FIG. 3 is a simplified block diagram of a communication system according to an embodiment of the disclosure. The communication system includes the first communication device 110 and the relay service 130 that are configured as discussed above. In particular, the communication device 110, and the relay service 130 may be configured to assist a hearing-impaired user in communication with others by providing text captions to be displayed on the first communication device 110 during a call. The communication device 110 may include the local database 242 (stored in memory). In addition to facilitating captioning communication sessions, the relay service 130 may include a backend server 332 having a remote database 334 that is stored in memory (not shown) of the backend server 332. The remote database 334 may manage data records for the first communication device 110 as well as other communication devices that are part of the communication system. It should be noted that the backend server 332 is described as being part of the relay service 130; however, it should be recognized that the backend server 332 may be located off-site in relation to the call assistants. Thus, the relay service 130 including the backend server 332 means that the backend server 332 is associated with the relay service 130 (e.g., owned and/or operated by the same company or administrator).

As discussed above, the communication device 110 may be configured to modify a local database having data records stored on the first communication device 110. For example, the hearing-impaired user may modify a contact record, configuration settings that may control an operation of the communication device 110, and/or other similar data records. A contact record may include one or more fields such as a contact name, a phone number, a photo, an email address, an address, or other identifying information for an individual contact of the hearing-impaired user.

Modifying the local database may include adding a new data record, updating an existing data record, or deleting a data record. Each data record may be associated with a flag value that indicates each type of modification as well as whether the record is clean or unclean. For example, each data record may have an “add flag,” “update flag,” and a “delete flag” associated therewith. The add flag may indicate whether the data record has been added (i.e., newly created) since the last time that particular data record was synchronized with the remote database 334. The update flag may indicate whether an existing data record has been updated (i.e., changed) since the last time that particular data record was synchronized with the remote database 334. The delete flag may indicate whether an existing data record has been deleted (i.e., removed) since the last time that particular data record was synchronized with the remote database 334.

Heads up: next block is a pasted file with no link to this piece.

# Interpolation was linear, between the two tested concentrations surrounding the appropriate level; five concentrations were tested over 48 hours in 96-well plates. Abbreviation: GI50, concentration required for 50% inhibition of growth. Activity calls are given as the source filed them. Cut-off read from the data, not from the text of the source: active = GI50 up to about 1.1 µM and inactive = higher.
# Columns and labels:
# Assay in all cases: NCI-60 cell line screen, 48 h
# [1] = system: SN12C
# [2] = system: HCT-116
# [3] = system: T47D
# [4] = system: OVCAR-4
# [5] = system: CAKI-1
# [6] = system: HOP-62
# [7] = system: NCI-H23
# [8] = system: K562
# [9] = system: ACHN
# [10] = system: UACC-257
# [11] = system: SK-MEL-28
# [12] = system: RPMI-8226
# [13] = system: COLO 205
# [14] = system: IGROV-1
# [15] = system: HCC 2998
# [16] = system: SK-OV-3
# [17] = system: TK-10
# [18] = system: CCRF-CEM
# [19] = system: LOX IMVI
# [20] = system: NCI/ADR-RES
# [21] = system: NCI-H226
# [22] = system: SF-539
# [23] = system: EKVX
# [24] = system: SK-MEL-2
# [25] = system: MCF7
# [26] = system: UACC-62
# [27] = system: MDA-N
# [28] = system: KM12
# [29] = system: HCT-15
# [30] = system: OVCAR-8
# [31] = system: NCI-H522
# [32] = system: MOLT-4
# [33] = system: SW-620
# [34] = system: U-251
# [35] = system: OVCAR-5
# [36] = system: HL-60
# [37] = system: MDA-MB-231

In some embodiments, a contact record may include more than one field associated with the contact. Thus, a flag may be shared by multiple fields of the contact record, such that the flag may be updated if any field (e.g., name, number, photo, etc.) of the contact record is modified. In some embodiments, each field of the contact record may have its own flag, such that the flag may be updated if its particular associated field is modified.

FIG. 4 is a simplified flowchart 400 illustrating a data record being modified according to an embodiment of the disclosure. At operation 402, the user may add a new data record, which results in the data record being flagged as having an “add unclean” state at operation 404. At operation 406, the user may update an existing data record, which results in the data record being flagged as having an “update unclean” state at operation 408. At operation 410, the user may delete an existing data record, which results in the data record being flagged as having a “delete unclean” state at operation 412.

Table 1 shows an example of a plurality of data records and the status of their corresponding flag values. In some embodiments, each data record may have a separate flag for each flag type. For example, each data record may have a separate add flag, update flag, and delete flag associated therewith. Each flag value may be a binary bit (e.g., 0, 1) indicating its state. For example, a flag value of 0 may indicate clean, and a flag value of 1 may indicate unclean, or vice versa, depending on how the communication device 110 is configured to interpret each value.

TABLE 1
Data Record Add Flag Update Flag Delete Flag
Contact Record A Clean Clean Clean
Contact Record B Clean Unclean Clean
Contact Record C Unclean Clean Clean
Contact Record D Clean Clean Unclean
Contact Record E Clean Unclean Clean
Setting A Clean Unclean Clean
Setting B Clean Clean Clean